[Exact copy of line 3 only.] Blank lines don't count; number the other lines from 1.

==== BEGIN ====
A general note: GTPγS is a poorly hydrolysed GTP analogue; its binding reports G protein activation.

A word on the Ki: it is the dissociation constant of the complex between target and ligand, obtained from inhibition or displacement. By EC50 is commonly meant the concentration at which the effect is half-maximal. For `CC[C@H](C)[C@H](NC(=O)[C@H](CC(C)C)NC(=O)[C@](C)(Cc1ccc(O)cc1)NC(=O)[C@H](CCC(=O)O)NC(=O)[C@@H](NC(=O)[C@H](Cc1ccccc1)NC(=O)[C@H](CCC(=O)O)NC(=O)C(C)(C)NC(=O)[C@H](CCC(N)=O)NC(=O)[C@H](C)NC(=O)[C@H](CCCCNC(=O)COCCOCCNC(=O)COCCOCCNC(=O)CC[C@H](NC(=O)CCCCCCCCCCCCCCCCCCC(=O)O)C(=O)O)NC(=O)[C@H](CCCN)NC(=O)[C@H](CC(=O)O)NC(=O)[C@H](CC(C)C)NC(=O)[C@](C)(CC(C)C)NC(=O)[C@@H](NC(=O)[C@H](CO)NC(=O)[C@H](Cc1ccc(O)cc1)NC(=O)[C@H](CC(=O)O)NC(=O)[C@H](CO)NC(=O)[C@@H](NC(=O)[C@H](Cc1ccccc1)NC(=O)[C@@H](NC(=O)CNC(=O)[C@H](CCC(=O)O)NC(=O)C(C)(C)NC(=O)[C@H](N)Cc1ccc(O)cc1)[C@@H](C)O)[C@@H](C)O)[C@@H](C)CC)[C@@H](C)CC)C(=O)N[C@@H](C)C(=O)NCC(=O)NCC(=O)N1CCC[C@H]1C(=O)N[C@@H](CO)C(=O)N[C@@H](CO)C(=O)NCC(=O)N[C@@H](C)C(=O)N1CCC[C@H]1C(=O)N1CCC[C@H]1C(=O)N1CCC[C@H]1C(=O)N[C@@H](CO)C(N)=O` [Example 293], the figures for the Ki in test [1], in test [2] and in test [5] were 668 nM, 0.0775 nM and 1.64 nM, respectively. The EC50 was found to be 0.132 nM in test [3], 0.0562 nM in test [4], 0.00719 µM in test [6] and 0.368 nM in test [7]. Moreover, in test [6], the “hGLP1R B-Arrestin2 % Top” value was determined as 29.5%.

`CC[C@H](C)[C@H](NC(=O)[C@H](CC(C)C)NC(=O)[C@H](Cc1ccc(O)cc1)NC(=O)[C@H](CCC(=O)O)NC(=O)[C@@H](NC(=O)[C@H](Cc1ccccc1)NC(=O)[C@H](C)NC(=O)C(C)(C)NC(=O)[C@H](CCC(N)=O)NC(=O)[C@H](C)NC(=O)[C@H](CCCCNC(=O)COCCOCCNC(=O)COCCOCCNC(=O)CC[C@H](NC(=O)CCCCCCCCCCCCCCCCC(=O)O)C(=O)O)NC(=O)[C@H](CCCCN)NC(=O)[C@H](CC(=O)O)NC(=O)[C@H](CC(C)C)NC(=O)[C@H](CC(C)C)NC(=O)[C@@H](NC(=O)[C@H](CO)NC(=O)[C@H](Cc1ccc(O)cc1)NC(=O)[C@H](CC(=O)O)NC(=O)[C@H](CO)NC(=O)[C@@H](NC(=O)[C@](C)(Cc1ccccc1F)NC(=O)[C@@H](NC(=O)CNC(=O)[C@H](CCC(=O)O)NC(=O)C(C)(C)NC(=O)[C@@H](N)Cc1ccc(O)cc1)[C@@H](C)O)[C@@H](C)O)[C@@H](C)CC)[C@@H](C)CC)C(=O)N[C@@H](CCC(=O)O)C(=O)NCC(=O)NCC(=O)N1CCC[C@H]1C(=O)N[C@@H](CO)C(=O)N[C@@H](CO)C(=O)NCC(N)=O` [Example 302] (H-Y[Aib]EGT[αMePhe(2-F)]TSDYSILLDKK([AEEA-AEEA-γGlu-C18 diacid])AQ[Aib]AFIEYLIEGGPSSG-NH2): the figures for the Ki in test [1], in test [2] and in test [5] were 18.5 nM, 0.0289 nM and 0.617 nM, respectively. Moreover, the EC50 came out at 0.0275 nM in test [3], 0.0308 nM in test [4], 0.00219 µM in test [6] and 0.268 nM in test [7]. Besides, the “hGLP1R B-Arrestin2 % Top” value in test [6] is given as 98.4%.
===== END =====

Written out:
`CC[C@H](C)[C@H](NC(=O)[C@H](CC(C)C)NC(=O)[C@H](Cc1ccc(O)cc1)NC(=O)[C@H](CCC(=O)O)NC(=O)[C@@H](NC(=O)[C@H](Cc1ccccc1)NC(=O)[C@H](C)NC(=O)C(C)(C)NC(=O)[C@H](CCC(N)=O)NC(=O)[C@H](C)NC(=O)[C@H](CCCCNC(=O)COCCOCCNC(=O)COCCOCCNC(=O)CC[C@H](NC(=O)CCCCCCCCCCCCCCCCC(=O)O)C(=O)O)NC(=O)[C@H](CCCCN)NC(=O)[C@H](CC(=O)O)NC(=O)[C@H](CC(C)C)NC(=O)[C@H](CC(C)C)NC(=O)[C@@H](NC(=O)[C@H](CO)NC(=O)[C@H](Cc1ccc(O)cc1)NC(=O)[C@H](CC(=O)O)NC(=O)[C@H](CO)NC(=O)[C@@H](NC(=O)[C@](C)(Cc1ccccc1F)NC(=O)[C@@H](NC(=O)CNC(=O)[C@H](CCC(=O)O)NC(=O)C(C)(C)NC(=O)[C@@H](N)Cc1ccc(O)cc1)[C@@H](C)O)[C@@H](C)O)[C@@H](C)CC)[C@@H](C)CC)C(=O)N[C@@H](CCC(=O)O)C(=O)NCC(=O)NCC(=O)N1CCC[C@H]1C(=O)N[C@@H](CO)C(=O)N[C@@H](CO)C(=O)NCC(N)=O` [Example 302] (H-Y[Aib]EGT[αMePhe(2-F)]TSDYSILLDKK([AEEA-AEEA-γGlu-C18 diacid])AQ[Aib]AFIEYLIEGGPSSG-NH2): the figures for the Ki in test [1], in test [2] and in test [5] were 18.5 nM, 0.0289 nM and 0.617 nM, respectively. Moreover, the EC50 came out at 0.0275 nM in test [3], 0.0308 nM in test [4], 0.00219 µM in test [6] and 0.268 nM in test [7]. Besides, the “hGLP1R B-Arrestin2 % Top” value in test [6] is given as 98.4%.